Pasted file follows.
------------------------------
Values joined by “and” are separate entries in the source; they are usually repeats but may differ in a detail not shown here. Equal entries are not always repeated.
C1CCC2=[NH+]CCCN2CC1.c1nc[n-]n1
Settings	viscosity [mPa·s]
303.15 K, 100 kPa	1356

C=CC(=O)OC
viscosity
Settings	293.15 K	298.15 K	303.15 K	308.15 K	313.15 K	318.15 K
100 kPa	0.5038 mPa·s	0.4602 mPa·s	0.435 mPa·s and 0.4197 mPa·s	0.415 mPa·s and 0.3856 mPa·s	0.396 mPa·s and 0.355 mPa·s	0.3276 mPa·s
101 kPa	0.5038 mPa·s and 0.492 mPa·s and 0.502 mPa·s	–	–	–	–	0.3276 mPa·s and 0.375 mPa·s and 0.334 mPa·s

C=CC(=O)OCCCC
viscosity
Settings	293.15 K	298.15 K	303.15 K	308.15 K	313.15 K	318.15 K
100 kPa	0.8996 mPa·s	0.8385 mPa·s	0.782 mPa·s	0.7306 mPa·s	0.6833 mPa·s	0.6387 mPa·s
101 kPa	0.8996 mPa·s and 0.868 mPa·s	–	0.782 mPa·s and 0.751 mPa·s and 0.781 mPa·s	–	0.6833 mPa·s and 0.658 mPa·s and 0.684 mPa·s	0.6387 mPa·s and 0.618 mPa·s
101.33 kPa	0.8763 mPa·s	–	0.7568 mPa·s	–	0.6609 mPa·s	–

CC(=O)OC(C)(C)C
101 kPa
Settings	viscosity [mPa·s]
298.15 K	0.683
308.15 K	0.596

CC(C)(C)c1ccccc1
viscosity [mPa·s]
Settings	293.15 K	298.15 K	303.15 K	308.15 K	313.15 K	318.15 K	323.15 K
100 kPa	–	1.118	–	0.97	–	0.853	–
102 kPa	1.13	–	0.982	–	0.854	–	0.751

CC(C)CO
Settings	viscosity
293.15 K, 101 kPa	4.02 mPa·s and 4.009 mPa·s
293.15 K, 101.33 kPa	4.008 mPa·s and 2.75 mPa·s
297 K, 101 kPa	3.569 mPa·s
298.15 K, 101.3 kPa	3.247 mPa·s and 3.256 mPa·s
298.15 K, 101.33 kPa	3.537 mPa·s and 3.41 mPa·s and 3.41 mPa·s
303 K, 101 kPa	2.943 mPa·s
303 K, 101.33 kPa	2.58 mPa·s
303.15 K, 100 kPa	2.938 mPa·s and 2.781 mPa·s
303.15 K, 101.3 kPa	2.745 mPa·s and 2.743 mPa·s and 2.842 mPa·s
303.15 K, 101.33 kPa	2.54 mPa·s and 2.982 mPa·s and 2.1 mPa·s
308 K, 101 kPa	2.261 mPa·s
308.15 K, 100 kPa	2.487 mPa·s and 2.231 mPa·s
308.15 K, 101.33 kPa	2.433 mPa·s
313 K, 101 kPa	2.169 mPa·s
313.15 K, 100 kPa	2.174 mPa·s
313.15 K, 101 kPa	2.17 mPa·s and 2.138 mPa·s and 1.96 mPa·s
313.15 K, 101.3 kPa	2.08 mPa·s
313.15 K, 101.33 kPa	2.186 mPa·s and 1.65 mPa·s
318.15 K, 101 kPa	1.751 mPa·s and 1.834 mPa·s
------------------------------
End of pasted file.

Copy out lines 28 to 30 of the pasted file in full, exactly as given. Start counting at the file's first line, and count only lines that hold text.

293.15 K, 101 kPa	4.02 mPa·s and 4.009 mPa·s
293.15 K, 101.33 kPa	4.008 mPa·s and 2.75 mPa·s
297 K, 101 kPa	3.569 mPa·s